A federal appeals court decision allowing The Charles Schwab Corp.'s 401(k) plan executives to compel arbitration in a fiduciary breach dispute will prompt more plan sponsors to examine this strategy to reduce their ERISA liability risks, attorneys and defined benefits consultants say.
"The implication that including arbitration clauses in plan documents may be a way to avoid ERISA claims is important," said George Sepsakos, a Washington-based principal at Groom Law Group. "It definitely got our clients' attention."
Although arbitration clauses in plan documents are rare, "I foresee more of this happening," because of the Schwab ruling, Mr. Sepsakos said.
"This is definitely an area that sponsors will explore," said Jana Steele, a Chicago-based senior vice president, defined contribution, for Callan LLC. "I don't expect them to go run out and add it tomorrow, but I expect they will talk to counsel."
The 9th U.S. Circuit Court of Appeals ruled Aug. 20 that an arbitration provision in the 401(k) plan docu-ment trumped efforts by a former plan participant to pursue his ERISA-based complaints in court.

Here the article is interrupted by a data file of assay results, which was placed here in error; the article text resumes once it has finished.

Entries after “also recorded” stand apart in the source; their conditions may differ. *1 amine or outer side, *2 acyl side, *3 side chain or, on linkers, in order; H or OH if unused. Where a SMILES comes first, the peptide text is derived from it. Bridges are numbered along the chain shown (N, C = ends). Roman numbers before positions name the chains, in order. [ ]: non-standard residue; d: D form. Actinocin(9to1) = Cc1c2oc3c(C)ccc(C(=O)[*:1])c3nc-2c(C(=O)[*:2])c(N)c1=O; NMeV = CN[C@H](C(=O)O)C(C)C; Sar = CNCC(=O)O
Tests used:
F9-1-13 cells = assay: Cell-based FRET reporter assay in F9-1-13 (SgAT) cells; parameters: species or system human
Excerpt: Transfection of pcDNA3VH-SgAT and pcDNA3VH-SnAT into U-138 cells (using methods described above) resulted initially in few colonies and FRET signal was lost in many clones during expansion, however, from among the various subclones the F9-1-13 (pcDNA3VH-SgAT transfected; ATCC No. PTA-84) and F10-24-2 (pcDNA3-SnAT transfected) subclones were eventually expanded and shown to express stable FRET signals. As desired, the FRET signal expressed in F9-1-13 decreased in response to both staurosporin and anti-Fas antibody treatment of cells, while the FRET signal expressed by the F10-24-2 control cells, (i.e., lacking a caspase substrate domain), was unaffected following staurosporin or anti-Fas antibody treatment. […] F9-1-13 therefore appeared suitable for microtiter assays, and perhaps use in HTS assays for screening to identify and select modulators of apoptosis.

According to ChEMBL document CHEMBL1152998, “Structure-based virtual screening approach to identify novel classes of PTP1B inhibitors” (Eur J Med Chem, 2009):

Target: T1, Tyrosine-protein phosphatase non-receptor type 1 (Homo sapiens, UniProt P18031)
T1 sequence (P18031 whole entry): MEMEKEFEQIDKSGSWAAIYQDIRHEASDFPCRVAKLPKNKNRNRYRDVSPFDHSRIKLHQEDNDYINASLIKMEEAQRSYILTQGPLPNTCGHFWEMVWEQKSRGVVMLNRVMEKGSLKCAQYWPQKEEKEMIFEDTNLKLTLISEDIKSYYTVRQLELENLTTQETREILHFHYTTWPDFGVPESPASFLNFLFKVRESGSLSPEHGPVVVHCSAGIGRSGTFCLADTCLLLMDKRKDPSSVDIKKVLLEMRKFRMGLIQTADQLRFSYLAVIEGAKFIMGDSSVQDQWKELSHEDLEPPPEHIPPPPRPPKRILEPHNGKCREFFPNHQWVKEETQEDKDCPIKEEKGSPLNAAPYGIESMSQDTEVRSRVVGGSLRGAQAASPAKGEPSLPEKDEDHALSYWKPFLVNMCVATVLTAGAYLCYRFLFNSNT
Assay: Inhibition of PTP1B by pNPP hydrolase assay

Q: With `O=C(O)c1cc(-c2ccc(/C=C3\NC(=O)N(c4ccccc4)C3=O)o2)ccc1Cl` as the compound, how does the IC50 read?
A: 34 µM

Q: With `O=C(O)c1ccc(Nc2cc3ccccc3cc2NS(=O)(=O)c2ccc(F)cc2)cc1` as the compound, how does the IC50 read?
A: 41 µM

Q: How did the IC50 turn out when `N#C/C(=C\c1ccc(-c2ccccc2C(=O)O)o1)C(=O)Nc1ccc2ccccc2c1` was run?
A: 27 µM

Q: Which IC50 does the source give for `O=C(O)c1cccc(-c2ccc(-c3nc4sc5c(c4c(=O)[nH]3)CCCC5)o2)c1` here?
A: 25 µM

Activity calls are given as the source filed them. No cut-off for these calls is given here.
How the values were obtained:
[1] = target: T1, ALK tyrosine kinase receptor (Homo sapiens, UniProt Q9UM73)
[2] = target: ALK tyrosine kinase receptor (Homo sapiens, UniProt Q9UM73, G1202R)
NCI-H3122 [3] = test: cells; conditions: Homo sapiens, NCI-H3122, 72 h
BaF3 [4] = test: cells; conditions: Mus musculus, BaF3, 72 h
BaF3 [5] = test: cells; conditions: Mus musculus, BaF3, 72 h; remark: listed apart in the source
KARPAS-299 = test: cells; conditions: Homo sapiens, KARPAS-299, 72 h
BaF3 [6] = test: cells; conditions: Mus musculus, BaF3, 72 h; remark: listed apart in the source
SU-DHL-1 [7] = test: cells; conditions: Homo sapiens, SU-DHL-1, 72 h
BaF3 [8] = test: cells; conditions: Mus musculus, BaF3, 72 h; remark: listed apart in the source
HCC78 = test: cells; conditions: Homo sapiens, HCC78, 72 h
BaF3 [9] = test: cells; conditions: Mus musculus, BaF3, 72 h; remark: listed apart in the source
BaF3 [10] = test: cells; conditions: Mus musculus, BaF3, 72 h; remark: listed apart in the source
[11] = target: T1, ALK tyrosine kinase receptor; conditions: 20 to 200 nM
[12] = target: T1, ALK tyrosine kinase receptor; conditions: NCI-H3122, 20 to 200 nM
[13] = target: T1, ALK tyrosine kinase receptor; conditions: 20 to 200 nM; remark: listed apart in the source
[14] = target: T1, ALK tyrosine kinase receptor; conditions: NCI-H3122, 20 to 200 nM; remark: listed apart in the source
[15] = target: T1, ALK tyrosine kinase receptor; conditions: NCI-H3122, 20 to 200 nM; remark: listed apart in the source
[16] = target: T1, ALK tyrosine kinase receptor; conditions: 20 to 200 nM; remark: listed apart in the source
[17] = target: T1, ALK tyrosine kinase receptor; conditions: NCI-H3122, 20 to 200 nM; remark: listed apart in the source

In the case of Michael F. Dorman et al. vs. The Charles Schwab Corp. et al., Mr. Dorman sued in 2017, alleging plan executives had violated their fiduciary duties. He said the plan favored Schwab investment products that charged higher fees and performed worse than comparable funds from other providers.
A District Court judge ruled for Mr. Dorman in January 2018, rejecting Schwab's argument that its arbitration provision covered this dispute. However, a three-judge appellate panel reversed the decision, sending the case back to the lower court.
"This case will encourage more plan sponsors with the hope that other courts will apply this ruling," said Jordan Mamorsky, a New York-based associate for the Wagner Law Group. He noted that the appellate ruling applies only to the 9th Circuit, which covers Alaska, Arizona, California, Hawaii, Idaho, Montana, Nevada, Oregon and Washington.